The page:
"Water and Jobs" - Green Cross activities at the heart of the World Water Day theme for 2016
the 22nd of March is World Water Day, a celebration of one of Green Cross' core areas of interest: the importance of Water to the environment, development, and peace. In addition, this day marks a particularly important year. The adoption of the Sustainable Development Goals (SDGs) in September 2015 has given rise to a new set of priorities for the international development agenda.
One of the goals, SDG 6, is devoted to water. Green Cross projects will contribute directly to fulfilling its objectives, such as: reducing pollution, eliminating dumping and minimizing release of hazardous chemicals and materials; substantially increasing water-use efficiency across all sectors and ensuring sustainable withdrawals and supply of freshwater; implementing integrated water resources management at all levels, including through transboundary cooperation; and protecting water-related ecosystems.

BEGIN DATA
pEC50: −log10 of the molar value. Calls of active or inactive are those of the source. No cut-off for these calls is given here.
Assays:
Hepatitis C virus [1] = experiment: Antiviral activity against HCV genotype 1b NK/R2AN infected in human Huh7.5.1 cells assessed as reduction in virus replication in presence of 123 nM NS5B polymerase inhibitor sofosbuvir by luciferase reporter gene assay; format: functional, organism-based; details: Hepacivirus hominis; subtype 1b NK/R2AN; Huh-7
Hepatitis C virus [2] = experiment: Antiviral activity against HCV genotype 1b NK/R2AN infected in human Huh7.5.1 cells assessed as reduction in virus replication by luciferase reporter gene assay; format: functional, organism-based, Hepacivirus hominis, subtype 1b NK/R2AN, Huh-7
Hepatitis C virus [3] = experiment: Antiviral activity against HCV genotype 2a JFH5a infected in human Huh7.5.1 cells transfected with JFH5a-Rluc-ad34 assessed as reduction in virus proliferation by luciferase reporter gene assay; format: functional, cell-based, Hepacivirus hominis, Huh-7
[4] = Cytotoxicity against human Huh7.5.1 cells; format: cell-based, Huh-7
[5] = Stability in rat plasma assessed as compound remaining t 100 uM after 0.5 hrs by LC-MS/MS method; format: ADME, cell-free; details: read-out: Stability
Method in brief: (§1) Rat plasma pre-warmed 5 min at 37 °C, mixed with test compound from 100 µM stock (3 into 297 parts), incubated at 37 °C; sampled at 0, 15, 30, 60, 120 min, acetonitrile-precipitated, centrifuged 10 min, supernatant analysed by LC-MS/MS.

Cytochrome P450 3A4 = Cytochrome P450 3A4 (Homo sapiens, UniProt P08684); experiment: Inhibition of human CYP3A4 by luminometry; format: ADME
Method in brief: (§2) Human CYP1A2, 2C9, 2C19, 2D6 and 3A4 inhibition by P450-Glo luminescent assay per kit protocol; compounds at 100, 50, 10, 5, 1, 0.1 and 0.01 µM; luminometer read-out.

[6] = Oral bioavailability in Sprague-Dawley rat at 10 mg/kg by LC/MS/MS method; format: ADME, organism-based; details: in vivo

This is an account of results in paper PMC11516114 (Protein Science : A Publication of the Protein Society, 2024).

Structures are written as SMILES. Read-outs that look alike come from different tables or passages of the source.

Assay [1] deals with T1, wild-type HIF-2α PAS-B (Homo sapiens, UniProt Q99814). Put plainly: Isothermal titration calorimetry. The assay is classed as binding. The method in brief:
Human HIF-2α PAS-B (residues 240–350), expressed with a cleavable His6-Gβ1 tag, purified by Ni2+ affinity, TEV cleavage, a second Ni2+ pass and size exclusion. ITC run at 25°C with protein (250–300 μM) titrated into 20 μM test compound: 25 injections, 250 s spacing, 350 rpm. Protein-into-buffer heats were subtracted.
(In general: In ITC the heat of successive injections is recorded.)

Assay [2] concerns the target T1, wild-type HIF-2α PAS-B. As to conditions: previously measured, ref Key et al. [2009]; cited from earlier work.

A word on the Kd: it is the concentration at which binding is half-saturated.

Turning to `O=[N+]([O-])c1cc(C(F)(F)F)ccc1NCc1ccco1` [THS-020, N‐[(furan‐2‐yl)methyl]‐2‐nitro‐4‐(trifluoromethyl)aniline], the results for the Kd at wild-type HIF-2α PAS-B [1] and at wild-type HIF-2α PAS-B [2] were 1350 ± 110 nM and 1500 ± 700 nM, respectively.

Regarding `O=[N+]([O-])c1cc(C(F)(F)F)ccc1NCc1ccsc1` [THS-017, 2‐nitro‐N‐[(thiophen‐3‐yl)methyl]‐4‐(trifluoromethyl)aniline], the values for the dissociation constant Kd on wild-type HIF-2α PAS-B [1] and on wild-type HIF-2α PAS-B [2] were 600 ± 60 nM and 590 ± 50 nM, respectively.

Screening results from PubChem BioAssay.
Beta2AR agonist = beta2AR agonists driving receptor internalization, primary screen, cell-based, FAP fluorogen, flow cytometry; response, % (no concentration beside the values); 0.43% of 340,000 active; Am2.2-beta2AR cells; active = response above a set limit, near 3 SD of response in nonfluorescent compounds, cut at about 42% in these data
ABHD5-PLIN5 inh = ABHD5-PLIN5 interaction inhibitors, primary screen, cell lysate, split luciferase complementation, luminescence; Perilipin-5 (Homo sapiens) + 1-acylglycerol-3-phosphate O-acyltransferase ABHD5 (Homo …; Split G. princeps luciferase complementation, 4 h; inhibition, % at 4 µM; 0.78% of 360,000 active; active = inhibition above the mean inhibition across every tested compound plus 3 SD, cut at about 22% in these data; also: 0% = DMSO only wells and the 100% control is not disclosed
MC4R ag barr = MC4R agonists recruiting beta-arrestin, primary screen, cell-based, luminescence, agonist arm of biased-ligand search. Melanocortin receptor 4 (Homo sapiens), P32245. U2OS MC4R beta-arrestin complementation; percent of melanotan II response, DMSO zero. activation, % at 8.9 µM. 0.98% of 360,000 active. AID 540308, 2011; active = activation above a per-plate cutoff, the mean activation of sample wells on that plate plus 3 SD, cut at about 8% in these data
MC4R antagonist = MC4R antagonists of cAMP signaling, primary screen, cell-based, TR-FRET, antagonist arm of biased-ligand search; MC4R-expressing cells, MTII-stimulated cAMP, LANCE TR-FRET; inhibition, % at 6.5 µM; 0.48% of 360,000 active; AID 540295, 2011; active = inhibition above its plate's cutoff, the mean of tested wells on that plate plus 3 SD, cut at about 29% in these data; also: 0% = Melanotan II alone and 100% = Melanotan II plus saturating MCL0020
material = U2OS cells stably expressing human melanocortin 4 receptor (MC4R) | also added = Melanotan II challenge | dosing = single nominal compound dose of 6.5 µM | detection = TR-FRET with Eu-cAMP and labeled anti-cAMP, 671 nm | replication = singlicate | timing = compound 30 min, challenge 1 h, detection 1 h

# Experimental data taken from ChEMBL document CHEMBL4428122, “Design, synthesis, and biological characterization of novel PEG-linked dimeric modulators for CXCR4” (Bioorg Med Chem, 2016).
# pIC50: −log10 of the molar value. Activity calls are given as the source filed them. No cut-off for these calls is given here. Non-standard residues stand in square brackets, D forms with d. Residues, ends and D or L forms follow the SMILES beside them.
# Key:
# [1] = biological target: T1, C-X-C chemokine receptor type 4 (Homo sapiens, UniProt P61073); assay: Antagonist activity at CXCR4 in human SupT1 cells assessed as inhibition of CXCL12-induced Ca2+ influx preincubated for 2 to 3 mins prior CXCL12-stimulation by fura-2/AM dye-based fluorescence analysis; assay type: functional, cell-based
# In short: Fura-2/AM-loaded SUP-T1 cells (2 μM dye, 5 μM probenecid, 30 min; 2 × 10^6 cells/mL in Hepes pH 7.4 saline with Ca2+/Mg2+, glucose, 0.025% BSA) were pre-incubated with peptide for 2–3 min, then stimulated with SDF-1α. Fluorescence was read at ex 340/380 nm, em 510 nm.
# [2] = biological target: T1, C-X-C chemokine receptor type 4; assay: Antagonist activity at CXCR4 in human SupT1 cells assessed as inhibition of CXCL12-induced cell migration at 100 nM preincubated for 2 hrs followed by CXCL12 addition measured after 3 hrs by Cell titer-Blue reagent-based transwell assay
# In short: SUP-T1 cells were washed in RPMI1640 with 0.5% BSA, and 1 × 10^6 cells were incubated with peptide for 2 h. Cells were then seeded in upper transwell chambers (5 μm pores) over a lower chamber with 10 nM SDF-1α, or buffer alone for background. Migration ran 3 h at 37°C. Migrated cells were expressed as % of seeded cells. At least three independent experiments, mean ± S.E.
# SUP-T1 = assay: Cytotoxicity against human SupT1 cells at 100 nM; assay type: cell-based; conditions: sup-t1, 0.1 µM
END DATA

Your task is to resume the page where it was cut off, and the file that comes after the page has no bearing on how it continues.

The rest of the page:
On this World Water Day, Green Cross is pleased to share examples of how we are supporting Water and Jobs in communities around the world.
Sustainable agriculture project in Senegal complete, harvest expected in late-May
Green Cross' pioneering FREDDAS project provides an excellent example of how providing water to communities can be combined with livelihood support, clean energy and promotion of gender equality to enable sustainable and inclusive development. It demonstrates the enormous potential of Green Cross' holistic approach to reducing the vulnerability of marginalized people and groups, and provides a model that can be applied more widely.
Green Cross and Giorgio Armani partnership expands water activities to Brazil in 2016
Communities in environmentally-sensitive regions of Bolivia, China, Côte d’Ivoire, Ghana and Senegal will benefit from Green Cross and Giorgio Armani’s Acqua for Life project in 2016.
In this, the sixth year of their partnership, Green Cross and Giorgio Armani will also extend the Acqua for Life project to Brazil for the first time. The project will initially target a subdistrict of Mariana, which still suffers the catastrophic consequences of the Bento Rodriguez Dam rupture on 5 November 2015. On that day, 60 million cubic metres of iron waste and contaminated water were released into the Doce River. Some 200 villages, with a total of 280,000 people, had their access to water cut off in the aftermath of the catastrophe. Additional activities will be carried out in disadvantaged regions of the country later in the year.